Some of you reading this know that one of my favorite places on the earth is The Abbey of Gethsemani near Bardstown, Kentucky. I never tire of going there, and it is easy for me to go there in my mind on days when I am far from its hallowed ground. Today is one of those days. I am thinking about Gethsemani.
Gethsemani is itself a paradigm of the spiritual life I so want to live. Its architecture bespeaks simplicity and purity of devotion. Its silence is a reminder that attentiveness is born in listening, not speaking. Its cloister calls me to remember to walk in prayer. Its grounds invite me into a fresh experience of the beauty and wonder of creation. The Cistercian monastic schedule followed in the Abbey each day (as has been true for a 1,000 years) connects the natural rhythms of the day to the formative movements of my soul. The dress of the monks and their common grave markers together tell me that I am one with everyone else. The liturgy and symbol maintain the centrality of worship and keep me rooted in scripture, sacrament, and tradition. The fresh graves call me to remember my mortality.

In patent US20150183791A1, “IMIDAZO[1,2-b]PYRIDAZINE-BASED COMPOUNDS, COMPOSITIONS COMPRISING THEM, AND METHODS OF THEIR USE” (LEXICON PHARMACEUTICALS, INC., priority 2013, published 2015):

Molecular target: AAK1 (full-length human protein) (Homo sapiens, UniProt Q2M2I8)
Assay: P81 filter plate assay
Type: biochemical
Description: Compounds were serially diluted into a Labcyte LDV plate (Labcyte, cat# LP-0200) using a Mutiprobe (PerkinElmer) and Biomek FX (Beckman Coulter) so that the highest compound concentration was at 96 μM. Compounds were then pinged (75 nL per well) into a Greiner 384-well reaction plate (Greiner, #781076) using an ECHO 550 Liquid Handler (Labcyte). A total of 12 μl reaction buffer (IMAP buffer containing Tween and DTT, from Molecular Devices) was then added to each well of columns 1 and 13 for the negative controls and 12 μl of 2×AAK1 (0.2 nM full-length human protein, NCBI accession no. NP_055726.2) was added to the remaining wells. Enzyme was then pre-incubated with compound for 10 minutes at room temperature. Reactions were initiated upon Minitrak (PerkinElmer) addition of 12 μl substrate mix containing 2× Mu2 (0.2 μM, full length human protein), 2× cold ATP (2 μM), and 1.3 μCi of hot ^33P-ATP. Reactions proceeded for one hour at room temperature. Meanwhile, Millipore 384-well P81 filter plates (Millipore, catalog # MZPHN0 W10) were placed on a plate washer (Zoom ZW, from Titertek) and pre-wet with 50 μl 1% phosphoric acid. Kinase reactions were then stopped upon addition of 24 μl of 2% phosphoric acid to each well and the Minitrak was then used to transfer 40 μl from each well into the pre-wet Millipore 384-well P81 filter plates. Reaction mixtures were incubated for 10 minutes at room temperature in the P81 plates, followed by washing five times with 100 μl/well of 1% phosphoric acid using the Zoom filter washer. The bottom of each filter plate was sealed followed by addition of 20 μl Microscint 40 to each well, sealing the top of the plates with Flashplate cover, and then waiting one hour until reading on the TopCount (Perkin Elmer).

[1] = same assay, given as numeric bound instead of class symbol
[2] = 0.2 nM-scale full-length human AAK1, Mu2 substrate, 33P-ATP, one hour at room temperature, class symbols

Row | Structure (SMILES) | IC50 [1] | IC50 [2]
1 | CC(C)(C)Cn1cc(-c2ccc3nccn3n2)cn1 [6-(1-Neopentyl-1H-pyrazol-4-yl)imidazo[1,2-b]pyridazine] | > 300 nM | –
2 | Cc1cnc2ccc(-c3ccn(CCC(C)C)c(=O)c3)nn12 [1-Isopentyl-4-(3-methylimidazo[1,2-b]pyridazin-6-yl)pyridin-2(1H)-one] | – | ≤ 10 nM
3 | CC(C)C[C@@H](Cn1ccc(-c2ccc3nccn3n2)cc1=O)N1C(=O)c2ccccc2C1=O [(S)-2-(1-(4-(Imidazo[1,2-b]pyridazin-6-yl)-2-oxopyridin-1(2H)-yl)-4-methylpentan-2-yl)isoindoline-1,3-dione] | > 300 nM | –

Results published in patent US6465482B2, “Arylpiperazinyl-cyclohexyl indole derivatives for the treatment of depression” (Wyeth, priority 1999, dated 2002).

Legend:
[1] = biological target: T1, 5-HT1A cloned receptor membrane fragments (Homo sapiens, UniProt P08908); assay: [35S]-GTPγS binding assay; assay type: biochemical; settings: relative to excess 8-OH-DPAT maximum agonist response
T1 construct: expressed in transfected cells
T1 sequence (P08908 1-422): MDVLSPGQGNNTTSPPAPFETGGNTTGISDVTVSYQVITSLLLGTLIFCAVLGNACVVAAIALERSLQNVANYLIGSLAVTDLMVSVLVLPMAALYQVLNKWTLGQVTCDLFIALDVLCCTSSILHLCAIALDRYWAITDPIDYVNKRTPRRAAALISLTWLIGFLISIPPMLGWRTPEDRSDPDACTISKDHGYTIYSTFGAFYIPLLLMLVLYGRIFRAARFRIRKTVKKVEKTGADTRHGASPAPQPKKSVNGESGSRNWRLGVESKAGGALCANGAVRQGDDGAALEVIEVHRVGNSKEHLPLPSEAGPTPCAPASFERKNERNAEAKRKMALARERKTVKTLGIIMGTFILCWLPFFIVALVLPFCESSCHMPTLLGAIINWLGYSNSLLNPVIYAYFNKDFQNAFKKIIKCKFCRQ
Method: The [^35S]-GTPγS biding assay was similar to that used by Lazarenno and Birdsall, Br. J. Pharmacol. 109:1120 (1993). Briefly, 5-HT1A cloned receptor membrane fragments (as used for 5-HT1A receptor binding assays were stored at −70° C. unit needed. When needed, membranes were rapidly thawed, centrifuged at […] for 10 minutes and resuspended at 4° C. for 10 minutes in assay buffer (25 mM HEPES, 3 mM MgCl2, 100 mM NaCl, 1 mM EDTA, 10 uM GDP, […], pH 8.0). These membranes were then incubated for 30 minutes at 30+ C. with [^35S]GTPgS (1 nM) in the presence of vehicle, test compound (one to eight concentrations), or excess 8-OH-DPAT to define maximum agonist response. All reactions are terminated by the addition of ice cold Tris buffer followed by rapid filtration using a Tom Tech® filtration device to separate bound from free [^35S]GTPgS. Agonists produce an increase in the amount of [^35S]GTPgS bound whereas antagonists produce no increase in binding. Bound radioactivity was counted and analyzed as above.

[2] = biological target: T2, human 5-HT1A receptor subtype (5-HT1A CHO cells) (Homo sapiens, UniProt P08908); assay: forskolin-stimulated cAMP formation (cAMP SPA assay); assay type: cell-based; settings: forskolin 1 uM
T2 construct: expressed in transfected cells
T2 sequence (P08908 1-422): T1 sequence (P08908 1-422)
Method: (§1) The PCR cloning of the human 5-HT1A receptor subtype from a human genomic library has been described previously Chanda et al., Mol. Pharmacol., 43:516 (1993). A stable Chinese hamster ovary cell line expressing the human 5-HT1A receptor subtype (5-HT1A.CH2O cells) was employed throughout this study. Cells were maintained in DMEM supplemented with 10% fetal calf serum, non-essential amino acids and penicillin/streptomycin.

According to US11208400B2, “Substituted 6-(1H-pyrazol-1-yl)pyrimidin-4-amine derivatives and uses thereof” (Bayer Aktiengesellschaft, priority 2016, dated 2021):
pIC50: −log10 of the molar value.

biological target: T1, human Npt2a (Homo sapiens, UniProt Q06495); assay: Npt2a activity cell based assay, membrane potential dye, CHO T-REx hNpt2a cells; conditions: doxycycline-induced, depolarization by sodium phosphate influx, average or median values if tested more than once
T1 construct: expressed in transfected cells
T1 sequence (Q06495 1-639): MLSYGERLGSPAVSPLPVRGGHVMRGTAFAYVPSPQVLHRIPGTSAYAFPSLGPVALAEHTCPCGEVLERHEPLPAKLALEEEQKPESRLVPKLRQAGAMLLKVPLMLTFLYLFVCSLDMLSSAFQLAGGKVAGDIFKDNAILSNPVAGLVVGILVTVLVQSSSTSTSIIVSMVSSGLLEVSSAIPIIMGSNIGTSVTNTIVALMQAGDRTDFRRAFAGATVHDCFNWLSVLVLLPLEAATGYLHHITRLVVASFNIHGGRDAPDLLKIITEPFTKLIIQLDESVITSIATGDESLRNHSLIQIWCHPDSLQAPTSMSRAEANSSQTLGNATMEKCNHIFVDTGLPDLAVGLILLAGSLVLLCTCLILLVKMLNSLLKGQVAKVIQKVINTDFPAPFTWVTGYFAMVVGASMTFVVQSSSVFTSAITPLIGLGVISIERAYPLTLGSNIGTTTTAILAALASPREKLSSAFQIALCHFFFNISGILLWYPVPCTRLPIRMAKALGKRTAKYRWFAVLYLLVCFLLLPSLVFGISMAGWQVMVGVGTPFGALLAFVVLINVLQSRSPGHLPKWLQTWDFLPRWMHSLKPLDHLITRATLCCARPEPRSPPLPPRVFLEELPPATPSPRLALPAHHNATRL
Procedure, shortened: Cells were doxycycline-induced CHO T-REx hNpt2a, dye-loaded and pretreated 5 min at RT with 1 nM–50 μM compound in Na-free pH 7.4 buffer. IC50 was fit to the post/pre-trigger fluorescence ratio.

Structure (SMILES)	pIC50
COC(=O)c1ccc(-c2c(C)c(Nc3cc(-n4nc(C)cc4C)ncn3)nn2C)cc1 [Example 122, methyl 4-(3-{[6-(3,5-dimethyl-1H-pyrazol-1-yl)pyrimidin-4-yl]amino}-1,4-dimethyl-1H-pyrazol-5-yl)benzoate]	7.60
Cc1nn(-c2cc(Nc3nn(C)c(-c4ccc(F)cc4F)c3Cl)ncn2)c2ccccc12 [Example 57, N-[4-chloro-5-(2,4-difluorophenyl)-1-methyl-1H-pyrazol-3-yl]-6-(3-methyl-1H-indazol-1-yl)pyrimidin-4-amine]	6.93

Gethsemani opens me to the great cloud of witnesses in general and to specific mentors who now sleep in its cemetery: Father Louis (Thomas Merton), Father Gregory, Father Timothy, and Father Matthew. I can never visit Gethsemani without remembering that my “I” (here understood as the true self) exists because of the collective witness and influence of others. No one is an island.
I always leave my time at Gethsemani (literally or reflectively) refreshed and re-centered. I feed on the new sights and sounds that I carry from each visit, and almost always with a new book and some cheese from the gift shop. But most of all, Gethsemani teaches me that the ultimate reason for cherishing one place is to come to see all ground as holy–the purpose of giving thanks for the past is to be able to live better in the present.
P.S.—You can explore the richness of Gethsemani for yourself, by scheduling a personal retreat there or by visiting the monastery website: http://www.monks.org.